Archive for the ‘Discourse’ Category

Modal Verbs

September 23, 2013

modal_verbsThis fourfold of modal verbs was mentioned in an earlier post A Story for Everyone, but was not shown explicitly. It consists of can, may, must, and should.

References:

http://en.wikipedia.org/wiki/Modal_verb

[*6.6, *6.36,*6.60, *7.188]

<>

Advertisements

Lacan’s Four Discourses, V2

July 11, 2013

lacan3

References:

http://en.wikipedia.org/wiki/Four_discourses

http://larvalsubjects.wordpress.com/2009/08/12/random-thoughts-on-lacanian-discourse-theory-dejan-as-analyst/

[*6.118, *7.50, *7.51]

<>

Things, Thoughts, Words, and Actions

June 6, 2013

things_thoughts_words_actionsHere are some additional fourfolds from philosopher Richard McKeon.

McKeon wrote much on the subject of rhetoric. A favorite fourfold of concepts was that of Things, Thoughts, Words, and Actions. He called these “commonplaces of inquiry” or “places of invention and memory”. Two rhetorical devices he used were amplification and schematization. Amplification can extend the scope of, for example, words to the other three, similar to the principle of indifference. “Objectivity is the inclusive principle of indifference by which it is recognized that being is grasped only in what we think, and say, and do about it.” [1] Schematization was used to identify and distiguish, for example, commonplaces. Thus I think amplification is a conjunctive device, and schematization is a disjunctive device.

topics_themes_theses_hypotheses

Another fourfold of subjects by McKeon was Topics, Themes, Theses, and Hypotheses. McKeon wrote, “Speculation concerning discourse must avoid the fixities of categories, doctrines, methods, and assumptions which discourse assumes in any one form of philosophy or inquiry, if it is to include all the forms which discourse takes in philosophy and in inquiry, action, and production. This is possible because the variety of categories or elements is approached in discourse by way of common topics or ‘commonplaces’; the variety of facts or statements of what is the case by way of common hypotheses; the variety of arts or methods of treating problems by way of common themes; and the variety of assumptions or principles by way of common theses.” [2]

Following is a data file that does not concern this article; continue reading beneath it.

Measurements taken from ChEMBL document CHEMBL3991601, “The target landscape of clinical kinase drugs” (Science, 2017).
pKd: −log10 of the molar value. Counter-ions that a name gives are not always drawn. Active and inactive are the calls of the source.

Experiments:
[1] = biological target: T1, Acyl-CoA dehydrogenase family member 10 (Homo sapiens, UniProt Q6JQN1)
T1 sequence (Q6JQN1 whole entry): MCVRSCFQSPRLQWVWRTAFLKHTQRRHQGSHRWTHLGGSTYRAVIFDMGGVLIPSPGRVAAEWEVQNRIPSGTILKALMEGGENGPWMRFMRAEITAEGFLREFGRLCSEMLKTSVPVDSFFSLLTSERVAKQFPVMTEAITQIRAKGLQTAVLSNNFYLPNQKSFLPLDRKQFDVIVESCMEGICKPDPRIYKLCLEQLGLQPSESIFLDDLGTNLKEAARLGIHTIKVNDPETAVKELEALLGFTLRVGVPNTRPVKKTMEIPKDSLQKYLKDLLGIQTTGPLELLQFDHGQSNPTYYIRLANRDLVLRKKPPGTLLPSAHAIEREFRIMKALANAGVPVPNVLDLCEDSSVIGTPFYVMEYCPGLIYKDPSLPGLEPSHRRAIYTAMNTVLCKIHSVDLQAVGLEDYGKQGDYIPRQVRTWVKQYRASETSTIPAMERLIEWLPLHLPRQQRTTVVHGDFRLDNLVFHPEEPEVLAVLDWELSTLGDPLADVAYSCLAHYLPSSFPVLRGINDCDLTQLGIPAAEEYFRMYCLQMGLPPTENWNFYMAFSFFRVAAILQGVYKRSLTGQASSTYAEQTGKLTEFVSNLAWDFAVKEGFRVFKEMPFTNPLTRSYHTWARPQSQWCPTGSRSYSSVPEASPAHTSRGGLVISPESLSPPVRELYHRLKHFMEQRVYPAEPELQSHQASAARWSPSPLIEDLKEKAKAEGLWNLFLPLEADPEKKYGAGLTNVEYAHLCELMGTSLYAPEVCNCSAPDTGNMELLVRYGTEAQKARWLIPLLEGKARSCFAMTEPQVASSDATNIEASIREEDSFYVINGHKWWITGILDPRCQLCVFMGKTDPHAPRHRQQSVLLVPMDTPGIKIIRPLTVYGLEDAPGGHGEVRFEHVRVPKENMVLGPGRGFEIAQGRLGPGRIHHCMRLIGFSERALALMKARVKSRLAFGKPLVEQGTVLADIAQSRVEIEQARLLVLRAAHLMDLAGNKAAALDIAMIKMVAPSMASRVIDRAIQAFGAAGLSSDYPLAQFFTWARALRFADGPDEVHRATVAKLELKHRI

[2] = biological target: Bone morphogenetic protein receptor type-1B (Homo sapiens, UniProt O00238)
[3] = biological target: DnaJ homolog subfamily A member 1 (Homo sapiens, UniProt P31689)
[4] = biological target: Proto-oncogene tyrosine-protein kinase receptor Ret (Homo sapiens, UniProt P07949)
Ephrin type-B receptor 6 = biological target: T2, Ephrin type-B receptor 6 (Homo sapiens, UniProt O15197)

Are both these fourfolds aligned correctly with the previous Knowable, Knowledge, Known, and Knower? McKeon’s use of terms in his rhetoric was very fluid, perhaps to prevent systemization or to promote pluralism. However, his main reference to fourfolds was Aristotle’s four scientific questions, or Four Causes, which we can use to try to understand his fourfolds.

References:

Theresa Enos (ed.) / Encyclopedia of Rhetoric and Composition: Communication from Ancient Times to the Information Age

[1] Richard McKeon / Selected Writings of Richard McKeon: Volume One: Philosophy, Science, and Culture

[2] Richard McKeon / Selected Writings of Richard McKeon, Volume Two: Culture, Education, and the Arts

http://www.richardmckeon.org/content/a-Content-Update_b/McKNotes-Semantics&Inquiry_Intro.pdf

H. L. Ulman / Things, Thoughts, Words, and Actions: the problem of language in late Eighteenth-Century British rhetorical theory

[*5.197, *6.140, *7.162, *7.165]

<>